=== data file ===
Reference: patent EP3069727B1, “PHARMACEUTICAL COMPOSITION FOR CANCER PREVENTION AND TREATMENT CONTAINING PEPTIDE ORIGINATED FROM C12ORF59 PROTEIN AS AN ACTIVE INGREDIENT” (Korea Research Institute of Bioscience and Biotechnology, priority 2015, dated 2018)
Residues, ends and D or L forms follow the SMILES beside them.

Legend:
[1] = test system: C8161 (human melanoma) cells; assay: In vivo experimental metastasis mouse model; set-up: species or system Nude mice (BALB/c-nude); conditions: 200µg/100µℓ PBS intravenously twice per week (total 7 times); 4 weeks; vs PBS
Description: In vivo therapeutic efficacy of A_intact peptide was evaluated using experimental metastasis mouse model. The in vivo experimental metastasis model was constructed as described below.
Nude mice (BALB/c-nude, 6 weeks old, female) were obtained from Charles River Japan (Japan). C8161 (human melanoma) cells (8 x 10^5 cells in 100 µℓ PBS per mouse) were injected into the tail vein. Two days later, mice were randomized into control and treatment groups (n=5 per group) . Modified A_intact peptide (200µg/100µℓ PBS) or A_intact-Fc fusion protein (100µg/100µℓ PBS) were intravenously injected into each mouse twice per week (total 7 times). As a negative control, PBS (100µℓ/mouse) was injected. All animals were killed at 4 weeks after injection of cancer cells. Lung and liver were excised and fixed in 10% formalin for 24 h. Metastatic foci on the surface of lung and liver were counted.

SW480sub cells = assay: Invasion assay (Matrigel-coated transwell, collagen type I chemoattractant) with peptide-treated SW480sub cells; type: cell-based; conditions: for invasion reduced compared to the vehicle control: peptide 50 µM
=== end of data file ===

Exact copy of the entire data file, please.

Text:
Reference: patent EP3069727B1, “PHARMACEUTICAL COMPOSITION FOR CANCER PREVENTION AND TREATMENT CONTAINING PEPTIDE ORIGINATED FROM C12ORF59 PROTEIN AS AN ACTIVE INGREDIENT” (Korea Research Institute of Bioscience and Biotechnology, priority 2015, dated 2018)
Residues, ends and D or L forms follow the SMILES beside them.

Legend:
[1] = test system: C8161 (human melanoma) cells; assay: In vivo experimental metastasis mouse model; set-up: species or system Nude mice (BALB/c-nude); conditions: 200µg/100µℓ PBS intravenously twice per week (total 7 times); 4 weeks; vs PBS
Description: In vivo therapeutic efficacy of A_intact peptide was evaluated using experimental metastasis mouse model. The in vivo experimental metastasis model was constructed as described below.
Nude mice (BALB/c-nude, 6 weeks old, female) were obtained from Charles River Japan (Japan). C8161 (human melanoma) cells (8 x 10^5 cells in 100 µℓ PBS per mouse) were injected into the tail vein. Two days later, mice were randomized into control and treatment groups (n=5 per group) . Modified A_intact peptide (200µg/100µℓ PBS) or A_intact-Fc fusion protein (100µg/100µℓ PBS) were intravenously injected into each mouse twice per week (total 7 times). As a negative control, PBS (100µℓ/mouse) was injected. All animals were killed at 4 weeks after injection of cancer cells. Lung and liver were excised and fixed in 10% formalin for 24 h. Metastatic foci on the surface of lung and liver were counted.

SW480sub cells = assay: Invasion assay (Matrigel-coated transwell, collagen type I chemoattractant) with peptide-treated SW480sub cells; type: cell-based; conditions: for invasion reduced compared to the vehicle control: peptide 50 µM